Sunday, October 2, 2011

Sindola fort trek

I first heard of Sindola fort in the album of some guy who commented on my Picasa album. A quick Google search revealed unbelievable pictures, similar to that of tea estates in the high mountains. The place was just ahead of Malshej ghat - now I have climbed Naneghat and Harishchandrad, which are both in the Malshej range but had never even heard of Sindola. I have no idea how a place so beautiful hasn't yet caught the fancy of trekking groups from Mumbai and Pune - this just added to the mystique of Sindola.

Anyway, I was instantly hooked and immediately announced the trek on Facebook. This was exactly a week ago, Kartik was ready and later Jinesh and Paramanand agreed to come along and the trek was fixed for Saturday.

There is very little information available on the web for Sindola but there's this great site where I found all the information we needed. It has a couple of very useful maps of the route to Sindola and the fort precincts, which we carried along. There are three routes to Sindola, each with a different base.
  • Karanjle phata
  • Velkhind
  • Pargaon
You can start from any of these, we chose the Karanjle phata route because it's the one that comes first coming from Mumbai. Velkhind is next and Pargaon after that. From Wikimapia, it looked like you have to take a right from Madh to reach Pargaon. Those with a private vehicle would prefer this option.

Start of the trek

We had a "fancy dress" event in office the previous day, which was followed by a treat from a colleague for her promotion. After all this, I came back home and was watching movies till 4 AM. Woke up in a couple of hours, picked up Kartik, and we were at Thane station at 7 AM - Kalyan by 7:30. We packed some vada pavs from Pandit's which is close to the ST stand and had them in the bus. I also caught up with some much needed sleep on the journey.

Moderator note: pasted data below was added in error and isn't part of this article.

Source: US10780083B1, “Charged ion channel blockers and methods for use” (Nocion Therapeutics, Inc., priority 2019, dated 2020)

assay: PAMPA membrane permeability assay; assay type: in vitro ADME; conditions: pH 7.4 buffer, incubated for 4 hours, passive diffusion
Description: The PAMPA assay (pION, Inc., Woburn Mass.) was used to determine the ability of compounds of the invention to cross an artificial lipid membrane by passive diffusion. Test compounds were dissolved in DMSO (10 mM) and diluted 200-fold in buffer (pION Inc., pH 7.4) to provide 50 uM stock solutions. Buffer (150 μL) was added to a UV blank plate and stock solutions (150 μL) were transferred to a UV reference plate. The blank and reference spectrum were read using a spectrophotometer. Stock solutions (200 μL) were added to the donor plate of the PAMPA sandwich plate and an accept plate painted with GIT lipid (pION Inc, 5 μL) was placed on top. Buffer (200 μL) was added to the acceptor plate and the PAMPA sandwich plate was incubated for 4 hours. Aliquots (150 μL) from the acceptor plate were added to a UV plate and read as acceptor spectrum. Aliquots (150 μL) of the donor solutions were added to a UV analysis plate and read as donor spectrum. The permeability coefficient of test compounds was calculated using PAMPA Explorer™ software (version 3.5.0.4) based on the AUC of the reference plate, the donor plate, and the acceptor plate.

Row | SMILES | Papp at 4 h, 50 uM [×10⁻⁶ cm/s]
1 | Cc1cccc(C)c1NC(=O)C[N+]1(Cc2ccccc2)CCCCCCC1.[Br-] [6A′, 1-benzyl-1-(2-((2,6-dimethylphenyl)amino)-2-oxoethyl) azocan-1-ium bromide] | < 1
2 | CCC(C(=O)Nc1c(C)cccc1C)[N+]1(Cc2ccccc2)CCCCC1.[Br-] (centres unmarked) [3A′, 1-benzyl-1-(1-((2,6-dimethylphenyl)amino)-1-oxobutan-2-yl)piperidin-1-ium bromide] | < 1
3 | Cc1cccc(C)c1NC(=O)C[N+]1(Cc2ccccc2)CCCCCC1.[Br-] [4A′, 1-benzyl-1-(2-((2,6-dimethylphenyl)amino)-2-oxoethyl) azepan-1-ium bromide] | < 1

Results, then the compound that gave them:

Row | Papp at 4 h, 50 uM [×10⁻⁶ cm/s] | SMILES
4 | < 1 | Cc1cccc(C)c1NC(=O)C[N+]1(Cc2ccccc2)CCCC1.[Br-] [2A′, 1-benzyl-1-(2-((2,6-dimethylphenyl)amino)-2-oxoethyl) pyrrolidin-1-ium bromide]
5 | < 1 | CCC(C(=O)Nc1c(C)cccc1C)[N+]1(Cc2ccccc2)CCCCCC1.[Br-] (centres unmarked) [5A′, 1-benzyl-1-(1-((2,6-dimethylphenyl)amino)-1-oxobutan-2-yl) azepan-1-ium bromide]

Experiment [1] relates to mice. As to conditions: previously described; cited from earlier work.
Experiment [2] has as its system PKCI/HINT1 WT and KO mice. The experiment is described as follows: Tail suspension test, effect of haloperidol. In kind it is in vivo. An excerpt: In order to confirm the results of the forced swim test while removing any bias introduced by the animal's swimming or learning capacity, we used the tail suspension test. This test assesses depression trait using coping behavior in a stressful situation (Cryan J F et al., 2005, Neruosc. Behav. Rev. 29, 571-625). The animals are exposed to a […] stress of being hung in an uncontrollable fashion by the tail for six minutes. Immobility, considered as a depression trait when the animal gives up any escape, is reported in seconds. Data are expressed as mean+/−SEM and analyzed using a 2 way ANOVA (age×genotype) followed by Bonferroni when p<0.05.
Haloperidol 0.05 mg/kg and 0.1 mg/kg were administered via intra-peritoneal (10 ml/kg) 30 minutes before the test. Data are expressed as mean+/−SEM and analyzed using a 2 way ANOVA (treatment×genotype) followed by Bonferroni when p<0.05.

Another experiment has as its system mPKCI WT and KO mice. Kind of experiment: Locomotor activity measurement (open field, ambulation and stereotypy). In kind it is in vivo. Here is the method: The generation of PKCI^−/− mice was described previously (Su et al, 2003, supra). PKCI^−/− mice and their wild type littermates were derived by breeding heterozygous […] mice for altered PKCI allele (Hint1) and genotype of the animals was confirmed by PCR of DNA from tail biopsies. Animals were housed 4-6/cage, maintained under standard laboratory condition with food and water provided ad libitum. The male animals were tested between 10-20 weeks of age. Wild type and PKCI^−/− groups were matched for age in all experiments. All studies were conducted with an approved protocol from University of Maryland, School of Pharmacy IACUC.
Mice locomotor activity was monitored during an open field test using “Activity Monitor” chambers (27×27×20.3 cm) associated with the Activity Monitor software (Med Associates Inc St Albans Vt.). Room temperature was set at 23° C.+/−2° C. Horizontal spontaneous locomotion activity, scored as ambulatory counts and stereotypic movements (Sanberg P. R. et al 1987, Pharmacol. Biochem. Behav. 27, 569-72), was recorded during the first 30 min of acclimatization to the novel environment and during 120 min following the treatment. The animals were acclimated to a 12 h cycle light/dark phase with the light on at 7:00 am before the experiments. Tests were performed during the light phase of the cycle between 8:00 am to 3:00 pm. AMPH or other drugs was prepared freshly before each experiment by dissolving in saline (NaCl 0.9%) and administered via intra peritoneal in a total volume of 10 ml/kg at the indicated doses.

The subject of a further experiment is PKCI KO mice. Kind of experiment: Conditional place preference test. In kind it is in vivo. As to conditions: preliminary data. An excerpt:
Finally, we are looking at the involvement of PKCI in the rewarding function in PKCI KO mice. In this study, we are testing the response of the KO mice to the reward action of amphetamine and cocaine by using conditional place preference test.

The ST conductor charged 77/- per head to drop us at Karanjle phata. If you conductor acts clueless at the mention of Karanjle phata, tell him its a couple of kms ahead from the very well known Khubi phata. There's a green board along the highway that announces this village so keep your eyes open for it after Khubi.

The bus ride from Kalyan took us 2.5 hours, this included a 15 min break at Murbad. We asked around for the route to Sindola and were asked to take any route along the highway that went towards Sindola. We started the trek at 10:45.